Vacuum surface flashover: A high‐pressure phenomenon
View Description Hide DescriptionDesorbed gases from insulator surfaces may be much more important in flashover initiation than properties of the dielectricsurface. Ambient neutral densities, immediately above the insulator surface, in the initial stages of flashover have been calculated to lie in the range from 2×10^{1} ^{7}/cm^{3} to 2×10^{2} ^{1}/cm^{3} with a mean of about 1×10^{1} ^{9}/cm^{3}, whether flashover occurred on surfaces in air at atmospheric pressure or in vacuum as low as 10^{−} ^{6} Torr. The evidence presented indicates that, for dc and microsecond pulse voltages, surface flashover is a local, relatively high‐pressure phenomenon. Comparison of field strengths of surface flashover for various insulating materials perpendicular to the electrodes, operating pressures, and voltage waveforms appears to indicate that flashover values range well within an order of magnitude (∼18–80kV/cm). A filamentary nature of the flashover discharge is shown and is consistent with gas breakdown phenomena. Ionization wave front velocities are examined and these compare favorably with those obtained from gaseous breakdown studies.

A comparison between arc drops in ignited thermionic converters with and without ion reflections at the emitter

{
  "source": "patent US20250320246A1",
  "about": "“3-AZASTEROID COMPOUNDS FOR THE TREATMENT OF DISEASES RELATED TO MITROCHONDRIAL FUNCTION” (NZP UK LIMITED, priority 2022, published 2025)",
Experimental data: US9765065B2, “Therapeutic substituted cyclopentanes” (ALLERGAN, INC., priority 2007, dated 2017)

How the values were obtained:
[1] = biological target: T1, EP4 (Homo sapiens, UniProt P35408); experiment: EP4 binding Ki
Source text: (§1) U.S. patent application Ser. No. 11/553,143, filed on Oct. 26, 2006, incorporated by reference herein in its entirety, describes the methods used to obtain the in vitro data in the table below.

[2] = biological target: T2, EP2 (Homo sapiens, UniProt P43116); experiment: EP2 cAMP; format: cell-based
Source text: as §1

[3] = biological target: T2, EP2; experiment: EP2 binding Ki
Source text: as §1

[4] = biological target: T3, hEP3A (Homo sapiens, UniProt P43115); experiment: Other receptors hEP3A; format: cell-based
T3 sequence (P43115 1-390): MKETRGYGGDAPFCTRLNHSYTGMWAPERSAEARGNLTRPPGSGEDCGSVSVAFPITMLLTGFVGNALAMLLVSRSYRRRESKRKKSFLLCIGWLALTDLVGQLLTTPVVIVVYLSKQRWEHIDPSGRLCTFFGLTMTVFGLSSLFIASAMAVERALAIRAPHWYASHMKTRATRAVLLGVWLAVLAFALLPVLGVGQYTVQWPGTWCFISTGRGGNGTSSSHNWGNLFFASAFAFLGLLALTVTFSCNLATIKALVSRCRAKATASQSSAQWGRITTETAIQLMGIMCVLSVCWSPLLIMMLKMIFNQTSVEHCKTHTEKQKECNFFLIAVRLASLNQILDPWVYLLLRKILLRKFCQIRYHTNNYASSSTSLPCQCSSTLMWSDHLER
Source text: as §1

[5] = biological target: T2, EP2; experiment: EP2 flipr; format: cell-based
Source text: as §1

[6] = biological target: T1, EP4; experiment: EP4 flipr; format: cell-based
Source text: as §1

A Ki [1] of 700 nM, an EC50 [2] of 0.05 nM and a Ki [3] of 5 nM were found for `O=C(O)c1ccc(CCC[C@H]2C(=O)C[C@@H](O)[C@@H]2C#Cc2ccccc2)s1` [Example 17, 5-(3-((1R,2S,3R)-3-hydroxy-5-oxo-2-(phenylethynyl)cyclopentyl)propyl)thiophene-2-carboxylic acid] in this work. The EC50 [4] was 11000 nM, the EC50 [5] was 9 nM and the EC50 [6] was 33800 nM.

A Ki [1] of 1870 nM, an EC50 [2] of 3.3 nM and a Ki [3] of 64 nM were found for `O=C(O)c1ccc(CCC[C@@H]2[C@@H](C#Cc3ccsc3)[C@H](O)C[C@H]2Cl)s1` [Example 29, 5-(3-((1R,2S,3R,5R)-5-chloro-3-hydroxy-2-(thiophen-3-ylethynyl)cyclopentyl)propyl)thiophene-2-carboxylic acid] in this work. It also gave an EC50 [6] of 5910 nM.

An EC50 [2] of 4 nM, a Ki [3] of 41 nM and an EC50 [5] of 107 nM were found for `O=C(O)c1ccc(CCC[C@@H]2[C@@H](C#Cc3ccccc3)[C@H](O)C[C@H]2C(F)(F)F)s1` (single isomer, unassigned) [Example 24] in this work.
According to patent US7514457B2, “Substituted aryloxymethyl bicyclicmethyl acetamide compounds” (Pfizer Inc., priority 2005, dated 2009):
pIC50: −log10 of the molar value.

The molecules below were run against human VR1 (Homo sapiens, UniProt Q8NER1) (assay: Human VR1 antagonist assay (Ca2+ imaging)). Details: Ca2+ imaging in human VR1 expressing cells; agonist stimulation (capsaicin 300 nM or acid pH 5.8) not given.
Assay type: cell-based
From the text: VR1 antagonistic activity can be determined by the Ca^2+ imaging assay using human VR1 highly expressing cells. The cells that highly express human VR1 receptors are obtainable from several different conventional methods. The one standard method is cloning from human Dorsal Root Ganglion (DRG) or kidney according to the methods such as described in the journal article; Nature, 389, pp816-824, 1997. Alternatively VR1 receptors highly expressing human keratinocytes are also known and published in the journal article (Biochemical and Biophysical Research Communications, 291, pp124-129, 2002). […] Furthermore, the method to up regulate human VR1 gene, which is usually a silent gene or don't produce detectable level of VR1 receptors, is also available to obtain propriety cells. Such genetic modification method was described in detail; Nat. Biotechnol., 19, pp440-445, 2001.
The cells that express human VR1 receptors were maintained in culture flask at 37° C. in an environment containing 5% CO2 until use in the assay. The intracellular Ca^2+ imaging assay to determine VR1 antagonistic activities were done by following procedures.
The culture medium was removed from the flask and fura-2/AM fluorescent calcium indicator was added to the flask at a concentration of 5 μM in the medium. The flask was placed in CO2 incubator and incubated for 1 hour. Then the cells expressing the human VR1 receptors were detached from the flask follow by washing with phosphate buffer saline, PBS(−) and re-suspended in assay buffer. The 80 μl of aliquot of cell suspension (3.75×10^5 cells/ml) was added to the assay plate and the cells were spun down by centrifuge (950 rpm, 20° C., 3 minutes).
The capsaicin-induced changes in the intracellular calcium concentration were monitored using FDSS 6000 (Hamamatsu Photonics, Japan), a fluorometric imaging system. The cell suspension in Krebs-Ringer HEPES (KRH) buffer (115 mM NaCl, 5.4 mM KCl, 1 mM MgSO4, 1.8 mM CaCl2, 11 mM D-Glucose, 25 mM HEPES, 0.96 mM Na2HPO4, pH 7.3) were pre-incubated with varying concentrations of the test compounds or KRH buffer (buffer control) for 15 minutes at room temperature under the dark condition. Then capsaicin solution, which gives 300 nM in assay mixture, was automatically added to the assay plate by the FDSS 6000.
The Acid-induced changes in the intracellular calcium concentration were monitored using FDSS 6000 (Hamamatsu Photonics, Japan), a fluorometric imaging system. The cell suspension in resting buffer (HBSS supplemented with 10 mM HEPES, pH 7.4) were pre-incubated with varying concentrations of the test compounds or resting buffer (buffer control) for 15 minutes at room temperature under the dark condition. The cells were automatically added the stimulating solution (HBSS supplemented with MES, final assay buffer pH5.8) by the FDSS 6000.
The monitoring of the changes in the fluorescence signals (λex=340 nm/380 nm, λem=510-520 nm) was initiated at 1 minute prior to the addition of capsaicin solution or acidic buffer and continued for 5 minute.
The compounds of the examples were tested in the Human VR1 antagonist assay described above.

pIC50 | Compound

View Description Hide DescriptionThe output performance of two thermionic energy converters is compared. One converter has a normal emitter, working with zero field at the emitter which is close to the optimum working point, and the other has a low work function emitter and ion reflection at the emitter. A simple model of the plasma and the sheaths shows that a converter working with a low work function emitter and ion reflections gives a worse performance than a similar converter with a normal emitter.

Surface flashover of solid insulators in atmospheric air and in vacuum
View Description Hide DescriptionThe surface flashover of Teflon, plexiglass, quartz, Pyrex glass, Macor glass‐ceramic, and sapphire solid insulators has been measured in vacuum (∼10^{−} ^{8} Torr, ∼10^{−} ^{6} Pa) and in atmospheric air using dc, ac (60 Hz), and 1.2/50‐μsec lightning impulse voltages. The dependence of the flashover voltage on the following parameters is investigated: (1) spacer material, (2) diameter of the spacer, (3) spacer length, (4) number of spacers stacked in series, (5) air pressure in the range 10^{−} ^{6}–10^{5} Pa, (6) electrode material, (7) spark conditioning, and (8) the external resistance in series with the gap. At a fixed insulator length the flashover voltage decreases with increasing spacer diameter. The withstand voltage of spacers stacked in series increases with increasing the number of spacers. The dc flashover voltage of different insulating materials is theoretically calculated in vacuum as a function of the length of the insulator and compared with the experimentally obtained results. Good agreement is obtained.